Members of Jefferson County Employees UFCW 21 address the county commissioners. Their contract expired in December 2017. Brad Stone, center, presented a signed petition with comments about the contract from 75 union members. (Jeannie McMacken/Peninsula Daily News)

Members of Jefferson County Employees UFCW 21 address the county commissioners. Their contract expired in December 2017. Brad Stone, center, presented a signed petition with comments about the contract from 75 union members. (Jeannie McMacken/Peninsula Daily News)

Jefferson employees ask commissioners for help on contract issues

PORT TOWNSEND — An overflow crowd of Jefferson County employees appeared before the county commissioners to express their concerns about mediated bargaining of their contract, which expired in December 2017.

Members of the United Food & Commercial Workers 21 (UFCW 21) on Monday focused on issues of arbitration, staff retention, leave time, pay and comparable benefits in other counties.

County employees numbering 115 are represented by the union in a variety of departments including environmental health, public health, community development and the assessor’s office.

“We have been in negotiations since the contract expired,” said Tom Geiger, communications director for UFCW 21, in a phone interview Monday.

“We’re now in mediation and the county has brought in a third party to mediate a new contract.

“It is substandard compared with employees in neighboring counties like Clallam and Kitsap counties,” Geiger said. “The issues are pay and vacation time, and a weakening of the arbitration language that exists in the current contract. It’s not clear why there is a desire to weaken the language.”

Brad Stone of Port Townsend presented the commissioners with a petition signed by more than 75 union employees that explains their position. It reads:

“We’ve proposed to accrue more leave time which will get us closer to the accruals of our neighboring counties. Unfortunately, management is unwilling to bargain new time, which tells us they are not interested in maintaining community standards.

“We made some changes to our grievance procedure that we thought would fix the issues management has with our Arbitration Clause but they are not interested. After citing only two occasions in the last ten years where this was an issue, we will stand firm on this important issue and are not going to let them gut our Arbitration Rights.”

Linda Atkins, a member of the bargaining team, said: “We are working hard on behalf of our clients and the citizens of the county and feel frustrated for what seems to be a lack of support and value placed on our service.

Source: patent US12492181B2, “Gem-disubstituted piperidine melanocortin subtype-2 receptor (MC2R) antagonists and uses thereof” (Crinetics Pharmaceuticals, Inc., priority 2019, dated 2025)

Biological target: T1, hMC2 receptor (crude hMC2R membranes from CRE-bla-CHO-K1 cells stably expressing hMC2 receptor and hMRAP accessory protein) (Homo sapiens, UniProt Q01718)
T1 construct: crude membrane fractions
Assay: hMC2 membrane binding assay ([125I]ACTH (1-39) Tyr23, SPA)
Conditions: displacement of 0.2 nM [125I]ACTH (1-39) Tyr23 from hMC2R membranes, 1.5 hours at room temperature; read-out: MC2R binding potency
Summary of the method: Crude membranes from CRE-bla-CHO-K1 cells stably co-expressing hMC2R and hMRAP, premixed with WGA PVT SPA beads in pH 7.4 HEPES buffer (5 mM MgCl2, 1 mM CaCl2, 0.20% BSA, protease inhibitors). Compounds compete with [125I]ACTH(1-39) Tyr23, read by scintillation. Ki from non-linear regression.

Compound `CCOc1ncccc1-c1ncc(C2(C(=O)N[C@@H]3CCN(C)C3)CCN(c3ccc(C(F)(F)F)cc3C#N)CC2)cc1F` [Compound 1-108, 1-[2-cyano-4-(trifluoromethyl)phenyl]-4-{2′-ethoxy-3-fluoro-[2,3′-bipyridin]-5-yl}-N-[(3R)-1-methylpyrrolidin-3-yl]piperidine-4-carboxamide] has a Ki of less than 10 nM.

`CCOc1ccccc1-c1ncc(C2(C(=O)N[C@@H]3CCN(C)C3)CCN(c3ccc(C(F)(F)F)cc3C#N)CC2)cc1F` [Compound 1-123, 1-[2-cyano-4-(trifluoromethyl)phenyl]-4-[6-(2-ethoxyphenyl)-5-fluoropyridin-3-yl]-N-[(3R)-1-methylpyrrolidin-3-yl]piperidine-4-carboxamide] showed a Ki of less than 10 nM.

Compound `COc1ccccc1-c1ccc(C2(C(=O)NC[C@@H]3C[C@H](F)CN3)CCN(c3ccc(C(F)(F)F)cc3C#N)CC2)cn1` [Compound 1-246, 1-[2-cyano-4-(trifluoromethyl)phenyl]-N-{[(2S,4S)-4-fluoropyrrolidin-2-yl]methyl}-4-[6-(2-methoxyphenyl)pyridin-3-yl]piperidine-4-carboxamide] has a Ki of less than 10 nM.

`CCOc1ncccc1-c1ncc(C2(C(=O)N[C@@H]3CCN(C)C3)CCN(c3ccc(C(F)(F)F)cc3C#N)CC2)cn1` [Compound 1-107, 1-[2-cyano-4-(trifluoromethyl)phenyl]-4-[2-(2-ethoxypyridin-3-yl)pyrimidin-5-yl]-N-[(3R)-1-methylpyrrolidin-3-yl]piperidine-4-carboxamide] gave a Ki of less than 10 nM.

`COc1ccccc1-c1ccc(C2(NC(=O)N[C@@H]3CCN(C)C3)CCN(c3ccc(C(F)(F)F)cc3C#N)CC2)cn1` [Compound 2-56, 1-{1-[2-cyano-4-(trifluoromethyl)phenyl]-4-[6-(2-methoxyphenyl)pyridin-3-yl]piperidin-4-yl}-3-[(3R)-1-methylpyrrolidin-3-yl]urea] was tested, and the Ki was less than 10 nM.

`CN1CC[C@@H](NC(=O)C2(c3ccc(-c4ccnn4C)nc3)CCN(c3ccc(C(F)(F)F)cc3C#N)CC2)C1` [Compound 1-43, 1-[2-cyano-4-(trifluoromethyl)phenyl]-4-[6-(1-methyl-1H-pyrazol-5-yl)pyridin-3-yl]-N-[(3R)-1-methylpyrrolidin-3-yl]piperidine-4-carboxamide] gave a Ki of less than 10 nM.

“We tried to be responsive to the concerns expressed by the county about the grievance process, but our efforts have been rejected. This sends a message that the employees are not valued and our rights for arbitration should be limited.”

Atkins said that the arbitration process “is an important element for a sense of fairness and equity, and the current process has only been used twice since 2006.

“It does not appear to have been abused and we see no reason to make substantial changes to what has been proposed. The language has been in our contract for many years and we want to retain it.”

Another area of concern addressed by the group was staff retention.

Employees said that each time one of their co-workers leaves for a position with better benefits and pay, it takes weeks or months to replace them.

Because many of the positions are in specialty areas, they are not easily replaced. This means remaining staff has to take on additional work until the position is filled.

The group said they were there to make the commissioners aware of the situation. They asked them to get directly involved in the negotiations so there could be a quick resolution.

Commissioner David Sullivan thanked everyone for their comments and said, “You have my respect.

“I’ve struggled with this budget and we’ve seen the staff struggle with this budget,” he said.

“We saw the staff take big cuts back at the beginning of the recession and the difficulty of not recovering from that. We could blame the Legislature for that 1 percent issue and all of that, which is a reality we face.

“I heard a lot of comments that aren’t about money,” Sullivan added. “Those are things we should be able to work out.”

Said Philip Morley, county administrator: “You guys are awesome. To a certain extent we are constrained by the resources that as a governmental entity we don’t have. That’s part of the issue. We are certainly looking at some of the other language and changes you’ve brought to light.”

Commissioner Kathleen Kler spoke to those who addressed the commissioners.

“It’s painful to hear and acknowledge that those who work so hard for the county are feeling unappreciated,” she said.

“We are a county with a lot of area and fewer resources than I wish we had. You are our greatest resource, and when we find that we’re not taking care of that, that’s a wake-up call.”

Commissioner Kate Dean acknowledged the concerns voiced by the group.

“You work every day under extremely challenging circumstances. I appreciate that,” she said.

“These are supposed to be the good jobs in the county. You all could be paid more somewhere else. Let’s restore the good faith effort as we negotiate. Thank you for your polite tone today and for understanding the budget constraints we face because we all face them together.”

The commissioners said they will read all the comments presented.

The next mediated bargaining session is scheduled for Friday.


Jefferson County Editor/Reporter Jeannie McMacken can be reached at 360-385-2335 or at

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